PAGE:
Despite significant economic growth and development over the last 25 years, one-third of the world’s poor still resides in India, and the country lags behind its global and Asian peers in providing a healthy and safe environment for its billion-plus citizens. Many of its challenges – whether economic or social – are influenced by poor governance. This manifests in everything from the absence of frontline civil servants responsible for delivering critical services to the design of social policies meant to improve people’s lives.
The Abdul Latif Jameel Poverty Action Lab South Asia (J-PAL SA) collaborates with state governments in India to evaluate policies and help them adopt new, evidence-informed approaches to policymaking. That India’s 29 states share similar governance structures means a policy or program evaluated in one state could be scaled nationwide.
The Chandler Foundation is resourcing J-PAL SA to launch a Governance Unit, which will strengthen how the organization equips leaders and supports governments to adapt evidence-informed policymaking. By doing so, we look to support J-PAL SA as they work with governments to improve people’s lives and set in place mechanisms – using technology, accountability, and better execution – to strengthen governance in India.
Demand-driven research can move the frontiers in the fight against poverty and inequality, and in cost-effective and measurable ways.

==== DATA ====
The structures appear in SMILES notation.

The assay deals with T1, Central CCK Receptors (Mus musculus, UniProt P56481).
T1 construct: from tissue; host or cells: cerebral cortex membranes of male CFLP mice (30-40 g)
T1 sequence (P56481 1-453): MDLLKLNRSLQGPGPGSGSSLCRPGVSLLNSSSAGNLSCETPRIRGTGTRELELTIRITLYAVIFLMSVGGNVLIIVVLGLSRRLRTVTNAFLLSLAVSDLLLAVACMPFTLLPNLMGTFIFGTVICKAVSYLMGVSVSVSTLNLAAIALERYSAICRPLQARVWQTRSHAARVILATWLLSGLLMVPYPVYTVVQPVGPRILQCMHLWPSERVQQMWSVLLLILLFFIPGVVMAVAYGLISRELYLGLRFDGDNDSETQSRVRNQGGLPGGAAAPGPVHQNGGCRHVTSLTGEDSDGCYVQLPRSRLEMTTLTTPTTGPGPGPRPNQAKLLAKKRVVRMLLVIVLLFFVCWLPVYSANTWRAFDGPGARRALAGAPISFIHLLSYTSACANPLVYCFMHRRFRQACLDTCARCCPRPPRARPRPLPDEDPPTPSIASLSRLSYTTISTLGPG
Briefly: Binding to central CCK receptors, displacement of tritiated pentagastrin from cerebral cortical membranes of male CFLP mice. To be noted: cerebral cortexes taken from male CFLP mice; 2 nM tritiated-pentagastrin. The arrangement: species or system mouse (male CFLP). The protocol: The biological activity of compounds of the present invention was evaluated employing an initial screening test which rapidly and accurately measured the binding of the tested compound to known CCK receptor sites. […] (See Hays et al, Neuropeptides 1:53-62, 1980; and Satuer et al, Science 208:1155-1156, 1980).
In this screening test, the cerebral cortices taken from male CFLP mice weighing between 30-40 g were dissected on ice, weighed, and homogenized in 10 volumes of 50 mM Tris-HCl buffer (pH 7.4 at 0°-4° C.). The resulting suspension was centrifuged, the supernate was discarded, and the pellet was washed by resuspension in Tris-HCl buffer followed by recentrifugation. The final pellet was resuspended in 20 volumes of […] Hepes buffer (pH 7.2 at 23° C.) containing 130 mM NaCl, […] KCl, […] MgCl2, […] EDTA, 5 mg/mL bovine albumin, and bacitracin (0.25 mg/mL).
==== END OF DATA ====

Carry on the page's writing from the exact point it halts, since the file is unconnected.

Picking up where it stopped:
In 2017, India announced a nationwide Goods and Services Tax (GST), which simplified the country’s taxation system. A simpler tax system is not only easier to understand but also to follow – which, in turn, drives tax revenue. However, tax evasion continues to be a challenge under the GST system, and governments have limited resources to enforce compliance. Many tax officials have to perform their investigations manually.
Policy Solution: J-PAL South Asia is working with the Government of Punjab – which has experienced significant budget shortfalls – to build and evaluate a machine learning tool designed to identify those who are likely evading taxes. If effective, the tool could improve revenue collection by identifying tax evasion with greater accuracy and less effort.
Perhaps there is no better acknowledgment of the critical role of nonprofits, researchers, and philanthropists in supporting governments through smart partnerships than the 2019 Nobel Prize in Economics, which was awarded to J-PAL co-founders Abhijit Banerjee and Esther Duflo, along with long-time J-PAL affiliate Michael Kremer, for “their experimental approach to alleviating global poverty.”
Read our exclusive Q&A with Abhijit Banerjee & Esther Duflo, in the 2020 edition of Social Investor.READ FULL ARTICLE